To share with you all, here are my summer writing goals:

Reasonable goal:
* With my cowriter, finish the draft of our serial novel. (We're at chapter 10 of 20 -- halfway there!)
* Complete typesetting on four essays written by other authors (this is contracted, so it's kinda cheating to count it).
* Write one short story.
* Write multiple book reviews (not contracted, but already arranged with the venues in which they'll appear).

Extended goal:
All of the above, plus:
* Write three chapters of the YA novel I'm working on.
* Write three short stories (including the one above).
* Restart the adult novel I haltingly began last year now that it's percolated and I have an idea of where it's going.
* Blog at least three times a week.

If you're looking for motivation, do check out Kaz's Summer Camp and join us!
alanajoli: (Default)
Most of what I've been reading in the past two months are books on the Mythopoeic Society Fantasy Awards longlists. We can't talk about the selections, and from the conversations via e-mail with the other judges, I think I may place more value on fun novels (or, novels that are both worthwhile and enjoyable, rather than worthwhile but wearing to read, or enjoyable but fluffy) than some of the rest of the committee. But, as Twostripe says, diversity in judges is important, and if I shift us slightly away from valuing style above many other qualities, I'm all right with that. I've remembered that I really enjoy reading what I think Shanna Swendson ([ profile] shanna_s) calls a transparent writing style -- writing that you don't notice for itself, because you're so into the story being told.

At any rate, I've just turned in my votes for the final five in the children's category. I turned in my adult votes on Friday. I am very eager to see what comes out on the finalist list! I'll probably talk a bit about them here when the list is announced.

In the meantime, I need to get some writing done. Twostripe has promised me an hour or three tomorrow to focus on writing while he watches Bug; this should allow me to get caught up with Blood and Tumult and possibly get some work done on the autobio project, making the final corrections before I start the typesetting process. But outside of that time, we're planning to spend most of the day at the beach! We had a cookout with the Mythic Greece gamers, [ profile] niliphim, and the [ profile] bananapants/[ profile] bananaplants family. Gaming and a cookout at the beach? Can't be beat!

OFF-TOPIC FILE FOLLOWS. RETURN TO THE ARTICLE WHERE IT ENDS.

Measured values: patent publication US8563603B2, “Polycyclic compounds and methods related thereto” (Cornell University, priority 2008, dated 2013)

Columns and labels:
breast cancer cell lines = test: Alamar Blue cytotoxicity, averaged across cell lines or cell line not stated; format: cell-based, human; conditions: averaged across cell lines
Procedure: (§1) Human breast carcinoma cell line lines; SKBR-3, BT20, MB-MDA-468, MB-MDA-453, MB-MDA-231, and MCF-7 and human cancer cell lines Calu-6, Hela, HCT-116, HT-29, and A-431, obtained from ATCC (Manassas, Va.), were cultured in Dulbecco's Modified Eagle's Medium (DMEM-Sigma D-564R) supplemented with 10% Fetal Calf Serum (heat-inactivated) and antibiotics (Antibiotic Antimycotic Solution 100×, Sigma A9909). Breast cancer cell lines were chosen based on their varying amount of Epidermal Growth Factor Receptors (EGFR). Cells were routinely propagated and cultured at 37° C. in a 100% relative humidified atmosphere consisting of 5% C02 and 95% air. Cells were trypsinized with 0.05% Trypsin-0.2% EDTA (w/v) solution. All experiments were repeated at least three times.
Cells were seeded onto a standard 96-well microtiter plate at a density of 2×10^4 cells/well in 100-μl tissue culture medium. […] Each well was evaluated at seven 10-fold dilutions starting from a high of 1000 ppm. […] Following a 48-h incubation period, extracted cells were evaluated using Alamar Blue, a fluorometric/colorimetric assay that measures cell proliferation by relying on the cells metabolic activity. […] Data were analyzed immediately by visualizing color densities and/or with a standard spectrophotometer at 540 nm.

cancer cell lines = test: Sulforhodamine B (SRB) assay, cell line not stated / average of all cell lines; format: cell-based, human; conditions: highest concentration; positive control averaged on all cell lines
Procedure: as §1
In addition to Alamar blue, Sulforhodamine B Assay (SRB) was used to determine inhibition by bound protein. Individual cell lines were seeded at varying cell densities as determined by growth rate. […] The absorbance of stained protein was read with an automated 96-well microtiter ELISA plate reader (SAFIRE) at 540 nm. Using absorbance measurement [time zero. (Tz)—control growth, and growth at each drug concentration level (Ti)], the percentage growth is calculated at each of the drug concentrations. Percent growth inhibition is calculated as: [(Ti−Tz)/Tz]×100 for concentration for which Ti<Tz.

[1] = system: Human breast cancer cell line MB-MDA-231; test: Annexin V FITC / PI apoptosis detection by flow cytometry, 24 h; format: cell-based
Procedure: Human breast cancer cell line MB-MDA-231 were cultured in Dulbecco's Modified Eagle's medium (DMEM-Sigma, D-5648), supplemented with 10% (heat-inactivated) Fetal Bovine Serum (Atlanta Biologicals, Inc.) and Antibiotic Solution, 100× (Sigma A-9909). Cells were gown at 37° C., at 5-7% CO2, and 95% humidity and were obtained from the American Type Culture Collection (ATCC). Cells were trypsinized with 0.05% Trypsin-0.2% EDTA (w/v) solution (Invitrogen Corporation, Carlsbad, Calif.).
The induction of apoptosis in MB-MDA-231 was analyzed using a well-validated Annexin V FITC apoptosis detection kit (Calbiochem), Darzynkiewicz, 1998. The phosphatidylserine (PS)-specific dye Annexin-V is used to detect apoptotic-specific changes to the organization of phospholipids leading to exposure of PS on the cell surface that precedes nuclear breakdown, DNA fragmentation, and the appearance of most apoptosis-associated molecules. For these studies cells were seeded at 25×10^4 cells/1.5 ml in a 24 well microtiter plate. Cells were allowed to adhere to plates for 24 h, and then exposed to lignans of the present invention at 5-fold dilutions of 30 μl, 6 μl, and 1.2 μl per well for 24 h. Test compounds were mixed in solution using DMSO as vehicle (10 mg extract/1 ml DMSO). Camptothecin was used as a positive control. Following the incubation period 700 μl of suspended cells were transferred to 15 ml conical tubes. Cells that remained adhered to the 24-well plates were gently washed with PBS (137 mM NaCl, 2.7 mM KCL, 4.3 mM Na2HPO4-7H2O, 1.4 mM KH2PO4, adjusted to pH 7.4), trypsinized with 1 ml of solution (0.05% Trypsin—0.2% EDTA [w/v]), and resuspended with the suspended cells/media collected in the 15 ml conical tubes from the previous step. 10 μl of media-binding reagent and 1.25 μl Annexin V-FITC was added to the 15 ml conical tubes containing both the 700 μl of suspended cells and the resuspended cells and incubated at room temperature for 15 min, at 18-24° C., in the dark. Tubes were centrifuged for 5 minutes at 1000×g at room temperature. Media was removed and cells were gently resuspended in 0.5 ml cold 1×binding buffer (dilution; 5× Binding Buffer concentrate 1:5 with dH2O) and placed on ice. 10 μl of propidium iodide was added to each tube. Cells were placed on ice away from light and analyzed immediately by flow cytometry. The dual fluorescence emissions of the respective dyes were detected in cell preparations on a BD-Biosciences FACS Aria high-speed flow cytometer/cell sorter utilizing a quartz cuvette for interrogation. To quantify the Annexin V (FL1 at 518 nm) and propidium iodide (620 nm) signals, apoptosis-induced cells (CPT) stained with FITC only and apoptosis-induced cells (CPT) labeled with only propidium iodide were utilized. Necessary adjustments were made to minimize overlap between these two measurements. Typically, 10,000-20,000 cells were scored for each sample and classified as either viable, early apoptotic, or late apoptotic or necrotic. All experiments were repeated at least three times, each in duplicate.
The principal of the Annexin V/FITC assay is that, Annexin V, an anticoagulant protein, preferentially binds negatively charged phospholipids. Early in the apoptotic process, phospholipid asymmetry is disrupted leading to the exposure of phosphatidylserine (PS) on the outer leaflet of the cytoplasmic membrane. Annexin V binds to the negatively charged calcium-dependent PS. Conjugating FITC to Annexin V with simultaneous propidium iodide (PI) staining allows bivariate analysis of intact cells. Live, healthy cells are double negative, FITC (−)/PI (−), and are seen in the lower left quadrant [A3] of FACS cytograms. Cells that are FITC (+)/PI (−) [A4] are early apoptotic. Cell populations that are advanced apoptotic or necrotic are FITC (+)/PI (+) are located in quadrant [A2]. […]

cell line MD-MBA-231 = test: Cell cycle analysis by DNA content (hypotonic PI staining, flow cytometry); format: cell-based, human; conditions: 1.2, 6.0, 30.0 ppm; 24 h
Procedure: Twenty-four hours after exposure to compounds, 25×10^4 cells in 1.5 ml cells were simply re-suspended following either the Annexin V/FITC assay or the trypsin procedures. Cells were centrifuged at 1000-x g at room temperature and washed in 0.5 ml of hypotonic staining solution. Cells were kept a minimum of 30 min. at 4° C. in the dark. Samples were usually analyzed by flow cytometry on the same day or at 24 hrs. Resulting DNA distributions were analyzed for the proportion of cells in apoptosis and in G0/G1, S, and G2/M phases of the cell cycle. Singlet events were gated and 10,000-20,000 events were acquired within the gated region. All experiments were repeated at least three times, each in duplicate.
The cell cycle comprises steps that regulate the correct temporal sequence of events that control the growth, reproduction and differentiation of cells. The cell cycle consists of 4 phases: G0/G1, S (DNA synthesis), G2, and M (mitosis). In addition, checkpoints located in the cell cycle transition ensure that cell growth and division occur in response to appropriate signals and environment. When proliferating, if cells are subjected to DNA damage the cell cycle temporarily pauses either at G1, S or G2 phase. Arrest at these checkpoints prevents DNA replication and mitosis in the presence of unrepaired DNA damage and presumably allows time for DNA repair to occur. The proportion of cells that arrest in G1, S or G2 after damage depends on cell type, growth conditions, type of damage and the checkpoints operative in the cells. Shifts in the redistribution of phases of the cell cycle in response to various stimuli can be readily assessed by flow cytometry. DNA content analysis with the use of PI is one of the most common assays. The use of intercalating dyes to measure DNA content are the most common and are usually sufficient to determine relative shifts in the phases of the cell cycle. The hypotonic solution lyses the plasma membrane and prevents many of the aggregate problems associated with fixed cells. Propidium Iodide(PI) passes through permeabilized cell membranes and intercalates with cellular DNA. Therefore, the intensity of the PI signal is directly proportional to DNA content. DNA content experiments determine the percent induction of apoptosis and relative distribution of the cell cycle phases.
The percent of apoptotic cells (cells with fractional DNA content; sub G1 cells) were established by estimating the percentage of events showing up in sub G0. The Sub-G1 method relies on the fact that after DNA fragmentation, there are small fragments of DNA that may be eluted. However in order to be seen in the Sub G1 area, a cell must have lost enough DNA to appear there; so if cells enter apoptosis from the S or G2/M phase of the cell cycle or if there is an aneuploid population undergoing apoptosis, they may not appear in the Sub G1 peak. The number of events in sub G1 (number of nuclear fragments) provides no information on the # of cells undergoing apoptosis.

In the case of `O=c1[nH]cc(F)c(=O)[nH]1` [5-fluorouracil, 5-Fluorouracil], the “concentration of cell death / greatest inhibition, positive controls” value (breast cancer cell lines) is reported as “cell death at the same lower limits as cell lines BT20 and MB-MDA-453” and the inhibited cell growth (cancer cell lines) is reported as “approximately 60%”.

alanajoli: (Default)
I'm paging through all the e-mail in my inbox that can't just be archived and realizing that I've been keeping some of it around to post here in a link soup edition. Things are looking up, as far as finally getting caught up is concerned, but I'm taking it easy, because I think everyone needs a day or two, now and again, to just breathe.

On to the links!

  • I did an interview with Cynthia Leitich Smith ([ profile] cynleitichsmith) about the autobiographies project. It's at her lj and associated other places (like her main blog) that she syndicates to. I hope you enjoy reading about the project as much as I enjoy talking about it!

  • Egyptian author Marwa Rakha, whom I met over at SheWrites, has uploaded a new English edition of her novel, which she's released independently due to troubles with Egyptian publishers. She's giving it away for free, so if you're interested in Egyptian fiction, check it out!

  • The big Baeg Tobar relaunch is scheduled for October 2nd. I'm really excited to see the stories that I've been working on come into existence in a public sphere -- along with tales by Max Gladstone ([ profile] lyster) and Daniel Tyler Gooden, among others. The art work previews are, as I expect from the BT artists, stunning, and I'm excited to see the project up and alive again.

  • [ profile] cinda_cite did a great entry about how books you're reading influence each other by proximity, mentioning her contest win from here at Myth, the Universe, and Everything. I've not had the time to actually comment on it over there, but I hope you'll pop over to read it.

  • C. E. Murphy also had a great blog post up recently about how she never noticed a lack of women in fantasy, which I think is a nice counterpoint to all the discussions about how strong women aren't present in the genre. Like Murphy, I've always been able to find strong female heroes in my fantasy novels, but I acknowledge that this is because I grew up in the era of Alanna the Lioness, Lady Aerin, and Harry Crew. In younger books, there was almost always a mix of girls and boys as heroes (Narnia, Edward Eager's novels, etc.), and by the time I was reading YA fantasy (still a new genre), there were scores of girls taking on traditional boy roles to be their own heroes. This isn't to say that there isn't a lack of women heroes, written by men, in epic fantasy (which seems to be part of the argument), but that I find Murphy's perspective on the thing refreshing, and pretty reflective of my own experience. (She doesn't mention Robert Jordan's women, who are politically the power of the world [and include some admirable heroines, despite the weird love trinity that forms around the central hero], nor Brandon Sanderson's ([ profile] mistborn's) women, who show up as capable, independent heroines with as much meat as his men [at least in what I've read so far -- he has books out I haven't had the chance to read yet]. I think the gender work of those two epic fantasy writers are at least worth noting.)